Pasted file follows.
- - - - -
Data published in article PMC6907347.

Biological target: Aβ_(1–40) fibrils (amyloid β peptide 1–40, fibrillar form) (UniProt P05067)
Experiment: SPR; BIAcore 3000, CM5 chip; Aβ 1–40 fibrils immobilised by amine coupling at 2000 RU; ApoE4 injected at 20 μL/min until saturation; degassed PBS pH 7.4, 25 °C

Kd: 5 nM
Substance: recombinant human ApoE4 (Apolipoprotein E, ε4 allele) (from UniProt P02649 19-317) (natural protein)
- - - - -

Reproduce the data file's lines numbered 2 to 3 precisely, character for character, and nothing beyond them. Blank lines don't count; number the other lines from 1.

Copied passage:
Biological target: Aβ_(1–40) fibrils (amyloid β peptide 1–40, fibrillar form) (UniProt P05067)
Experiment: SPR; BIAcore 3000, CM5 chip; Aβ 1–40 fibrils immobilised by amine coupling at 2000 RU; ApoE4 injected at 20 μL/min until saturation; degassed PBS pH 7.4, 25 °C